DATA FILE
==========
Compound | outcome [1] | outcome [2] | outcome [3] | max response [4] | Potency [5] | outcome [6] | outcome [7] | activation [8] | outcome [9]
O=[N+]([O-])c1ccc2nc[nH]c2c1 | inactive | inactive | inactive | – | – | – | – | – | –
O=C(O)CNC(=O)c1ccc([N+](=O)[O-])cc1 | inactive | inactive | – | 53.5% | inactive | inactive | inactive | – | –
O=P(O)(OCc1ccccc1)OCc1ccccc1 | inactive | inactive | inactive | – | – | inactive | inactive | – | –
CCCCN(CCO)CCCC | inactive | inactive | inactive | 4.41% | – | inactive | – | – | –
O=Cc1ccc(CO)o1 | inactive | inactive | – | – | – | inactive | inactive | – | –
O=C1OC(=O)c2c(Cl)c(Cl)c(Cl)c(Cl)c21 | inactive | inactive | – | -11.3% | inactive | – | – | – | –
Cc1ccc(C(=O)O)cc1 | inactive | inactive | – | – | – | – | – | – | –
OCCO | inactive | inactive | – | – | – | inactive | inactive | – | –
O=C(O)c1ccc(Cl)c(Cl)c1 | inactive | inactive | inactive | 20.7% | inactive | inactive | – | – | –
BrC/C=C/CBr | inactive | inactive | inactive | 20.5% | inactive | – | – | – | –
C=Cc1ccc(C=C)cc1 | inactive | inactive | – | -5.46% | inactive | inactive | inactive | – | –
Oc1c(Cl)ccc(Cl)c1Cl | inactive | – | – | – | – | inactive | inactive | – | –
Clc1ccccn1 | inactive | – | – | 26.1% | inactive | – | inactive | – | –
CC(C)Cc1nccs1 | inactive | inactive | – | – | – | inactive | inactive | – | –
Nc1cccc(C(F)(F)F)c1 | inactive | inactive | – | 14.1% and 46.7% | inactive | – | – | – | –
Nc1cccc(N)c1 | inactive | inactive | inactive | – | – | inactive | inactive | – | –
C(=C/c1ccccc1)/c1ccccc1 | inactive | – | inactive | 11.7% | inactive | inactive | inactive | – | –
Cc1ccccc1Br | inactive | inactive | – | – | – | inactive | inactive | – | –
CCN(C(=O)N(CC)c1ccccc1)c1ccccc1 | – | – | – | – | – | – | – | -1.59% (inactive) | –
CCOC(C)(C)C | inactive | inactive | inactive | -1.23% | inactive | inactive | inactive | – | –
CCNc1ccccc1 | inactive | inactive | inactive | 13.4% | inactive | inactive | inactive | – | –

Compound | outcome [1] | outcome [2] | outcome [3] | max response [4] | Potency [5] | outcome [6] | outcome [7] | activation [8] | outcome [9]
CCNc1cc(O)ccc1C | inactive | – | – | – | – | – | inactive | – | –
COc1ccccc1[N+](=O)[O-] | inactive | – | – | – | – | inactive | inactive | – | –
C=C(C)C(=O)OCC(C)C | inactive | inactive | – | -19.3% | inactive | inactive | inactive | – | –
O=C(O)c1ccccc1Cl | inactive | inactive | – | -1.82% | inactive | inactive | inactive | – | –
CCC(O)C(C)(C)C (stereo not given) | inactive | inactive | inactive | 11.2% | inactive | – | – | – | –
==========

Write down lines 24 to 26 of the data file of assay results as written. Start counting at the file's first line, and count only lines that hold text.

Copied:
CCNc1cc(O)ccc1C | inactive | – | – | – | – | – | inactive | – | –
COc1ccccc1[N+](=O)[O-] | inactive | – | – | – | – | inactive | inactive | – | –
C=C(C)C(=O)OCC(C)C | inactive | inactive | – | -19.3% | inactive | inactive | inactive | – | –